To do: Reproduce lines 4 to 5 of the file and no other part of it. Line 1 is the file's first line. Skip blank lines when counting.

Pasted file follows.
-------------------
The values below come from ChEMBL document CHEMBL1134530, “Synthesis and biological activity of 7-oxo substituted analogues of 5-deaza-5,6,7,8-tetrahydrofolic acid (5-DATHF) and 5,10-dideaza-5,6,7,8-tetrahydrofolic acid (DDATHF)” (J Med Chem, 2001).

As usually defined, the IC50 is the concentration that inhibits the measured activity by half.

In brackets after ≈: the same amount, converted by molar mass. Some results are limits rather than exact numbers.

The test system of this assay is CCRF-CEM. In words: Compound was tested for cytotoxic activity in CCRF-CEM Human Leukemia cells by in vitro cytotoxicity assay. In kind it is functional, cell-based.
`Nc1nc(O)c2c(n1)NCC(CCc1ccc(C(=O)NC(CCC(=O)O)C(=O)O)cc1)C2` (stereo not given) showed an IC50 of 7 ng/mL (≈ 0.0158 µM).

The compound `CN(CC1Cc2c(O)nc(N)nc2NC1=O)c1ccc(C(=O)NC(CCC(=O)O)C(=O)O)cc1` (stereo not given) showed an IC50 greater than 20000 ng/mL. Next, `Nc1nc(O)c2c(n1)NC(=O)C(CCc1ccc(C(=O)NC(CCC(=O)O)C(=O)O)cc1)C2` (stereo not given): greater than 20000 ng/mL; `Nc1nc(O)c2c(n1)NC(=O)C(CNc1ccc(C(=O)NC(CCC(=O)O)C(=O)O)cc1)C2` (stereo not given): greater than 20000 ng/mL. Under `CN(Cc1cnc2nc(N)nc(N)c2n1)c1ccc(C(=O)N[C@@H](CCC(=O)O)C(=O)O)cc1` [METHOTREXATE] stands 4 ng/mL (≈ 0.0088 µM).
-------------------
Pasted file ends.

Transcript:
The test system of this assay is CCRF-CEM. In words: Compound was tested for cytotoxic activity in CCRF-CEM Human Leukemia cells by in vitro cytotoxicity assay. In kind it is functional, cell-based.
`Nc1nc(O)c2c(n1)NCC(CCc1ccc(C(=O)NC(CCC(=O)O)C(=O)O)cc1)C2` (stereo not given) showed an IC50 of 7 ng/mL (≈ 0.0158 µM).